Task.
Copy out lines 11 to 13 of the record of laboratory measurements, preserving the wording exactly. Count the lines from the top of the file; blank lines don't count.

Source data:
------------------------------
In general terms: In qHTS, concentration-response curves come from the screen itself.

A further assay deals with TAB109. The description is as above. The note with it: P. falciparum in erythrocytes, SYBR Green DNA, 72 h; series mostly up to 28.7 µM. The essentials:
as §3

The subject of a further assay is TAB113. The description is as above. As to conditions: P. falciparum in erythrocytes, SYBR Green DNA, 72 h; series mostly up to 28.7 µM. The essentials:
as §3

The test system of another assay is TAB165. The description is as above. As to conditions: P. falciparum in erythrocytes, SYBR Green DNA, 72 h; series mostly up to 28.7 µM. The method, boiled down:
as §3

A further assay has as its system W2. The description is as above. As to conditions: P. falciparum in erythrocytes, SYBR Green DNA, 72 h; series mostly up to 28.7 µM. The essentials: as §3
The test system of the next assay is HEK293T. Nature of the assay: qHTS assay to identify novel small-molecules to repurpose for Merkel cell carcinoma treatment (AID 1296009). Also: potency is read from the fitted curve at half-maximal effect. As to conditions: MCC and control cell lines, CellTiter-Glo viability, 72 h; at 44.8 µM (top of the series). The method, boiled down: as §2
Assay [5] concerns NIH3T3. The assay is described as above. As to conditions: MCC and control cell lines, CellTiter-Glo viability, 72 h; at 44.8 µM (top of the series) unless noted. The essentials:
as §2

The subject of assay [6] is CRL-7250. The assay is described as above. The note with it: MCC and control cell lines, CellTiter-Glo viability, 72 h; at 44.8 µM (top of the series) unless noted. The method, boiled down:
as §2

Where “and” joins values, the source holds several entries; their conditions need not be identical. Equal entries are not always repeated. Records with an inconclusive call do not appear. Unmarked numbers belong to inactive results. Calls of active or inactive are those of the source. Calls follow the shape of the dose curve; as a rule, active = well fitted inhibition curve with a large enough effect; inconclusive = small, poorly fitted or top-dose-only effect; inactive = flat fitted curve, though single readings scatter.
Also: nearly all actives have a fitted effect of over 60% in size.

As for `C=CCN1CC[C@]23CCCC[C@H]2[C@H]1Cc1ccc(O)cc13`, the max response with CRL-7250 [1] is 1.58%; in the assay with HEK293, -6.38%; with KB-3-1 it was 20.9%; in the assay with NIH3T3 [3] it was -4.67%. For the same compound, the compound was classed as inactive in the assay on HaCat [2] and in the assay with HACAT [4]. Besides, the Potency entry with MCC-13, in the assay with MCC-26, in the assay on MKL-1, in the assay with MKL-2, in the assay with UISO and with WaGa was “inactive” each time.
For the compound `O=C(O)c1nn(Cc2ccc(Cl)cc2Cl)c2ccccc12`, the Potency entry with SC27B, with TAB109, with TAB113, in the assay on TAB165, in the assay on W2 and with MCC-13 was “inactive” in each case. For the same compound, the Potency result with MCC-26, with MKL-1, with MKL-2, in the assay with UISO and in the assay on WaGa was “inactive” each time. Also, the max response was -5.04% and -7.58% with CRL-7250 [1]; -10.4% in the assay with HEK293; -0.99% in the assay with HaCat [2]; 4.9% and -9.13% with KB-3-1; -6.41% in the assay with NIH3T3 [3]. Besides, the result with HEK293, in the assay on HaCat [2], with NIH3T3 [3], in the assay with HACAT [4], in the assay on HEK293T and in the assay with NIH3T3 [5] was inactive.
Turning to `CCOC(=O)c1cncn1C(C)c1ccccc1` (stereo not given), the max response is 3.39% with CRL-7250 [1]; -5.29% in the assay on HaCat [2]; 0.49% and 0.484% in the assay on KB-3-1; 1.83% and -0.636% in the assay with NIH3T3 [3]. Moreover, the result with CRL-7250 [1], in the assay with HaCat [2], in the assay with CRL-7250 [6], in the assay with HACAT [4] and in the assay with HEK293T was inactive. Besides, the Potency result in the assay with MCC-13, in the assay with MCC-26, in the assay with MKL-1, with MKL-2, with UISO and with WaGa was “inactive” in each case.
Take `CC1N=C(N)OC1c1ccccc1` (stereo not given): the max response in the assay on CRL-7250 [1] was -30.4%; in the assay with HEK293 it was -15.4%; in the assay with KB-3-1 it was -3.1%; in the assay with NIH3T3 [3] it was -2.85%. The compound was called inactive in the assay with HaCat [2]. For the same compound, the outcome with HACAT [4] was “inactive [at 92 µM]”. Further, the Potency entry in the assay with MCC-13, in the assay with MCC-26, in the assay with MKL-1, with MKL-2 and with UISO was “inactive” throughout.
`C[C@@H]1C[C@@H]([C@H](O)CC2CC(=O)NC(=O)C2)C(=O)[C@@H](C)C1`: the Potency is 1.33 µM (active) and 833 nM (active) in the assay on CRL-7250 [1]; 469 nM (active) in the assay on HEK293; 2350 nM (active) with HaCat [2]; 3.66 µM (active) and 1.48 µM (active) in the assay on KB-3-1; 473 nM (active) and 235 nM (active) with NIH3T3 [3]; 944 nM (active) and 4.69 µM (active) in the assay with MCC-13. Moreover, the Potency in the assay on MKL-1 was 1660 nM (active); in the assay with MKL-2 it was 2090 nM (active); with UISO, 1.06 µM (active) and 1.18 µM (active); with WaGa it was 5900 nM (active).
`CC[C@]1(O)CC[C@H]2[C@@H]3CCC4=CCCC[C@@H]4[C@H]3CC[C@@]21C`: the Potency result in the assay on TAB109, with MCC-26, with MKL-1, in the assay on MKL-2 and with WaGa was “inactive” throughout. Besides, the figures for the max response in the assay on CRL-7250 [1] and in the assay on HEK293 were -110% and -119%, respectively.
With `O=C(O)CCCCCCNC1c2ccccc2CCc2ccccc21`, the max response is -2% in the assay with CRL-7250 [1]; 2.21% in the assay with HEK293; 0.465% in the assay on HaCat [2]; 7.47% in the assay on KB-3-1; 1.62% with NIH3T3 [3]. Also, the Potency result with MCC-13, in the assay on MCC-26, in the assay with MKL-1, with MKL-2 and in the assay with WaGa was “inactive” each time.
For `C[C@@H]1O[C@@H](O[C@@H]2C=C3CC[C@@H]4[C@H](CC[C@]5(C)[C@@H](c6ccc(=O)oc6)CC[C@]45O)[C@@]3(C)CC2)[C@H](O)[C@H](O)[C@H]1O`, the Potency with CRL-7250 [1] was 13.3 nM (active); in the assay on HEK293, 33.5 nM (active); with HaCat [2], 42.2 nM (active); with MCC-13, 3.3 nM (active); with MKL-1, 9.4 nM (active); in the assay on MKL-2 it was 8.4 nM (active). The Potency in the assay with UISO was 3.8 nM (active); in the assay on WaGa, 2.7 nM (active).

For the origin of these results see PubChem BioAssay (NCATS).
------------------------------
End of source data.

as §2

The subject of assay [6] is CRL-7250. The assay is described as above. The note with it: MCC and control cell lines, CellTiter-Glo viability, 72 h; at 44.8 µM (top of the series) unless noted. The method, boiled down:
as §2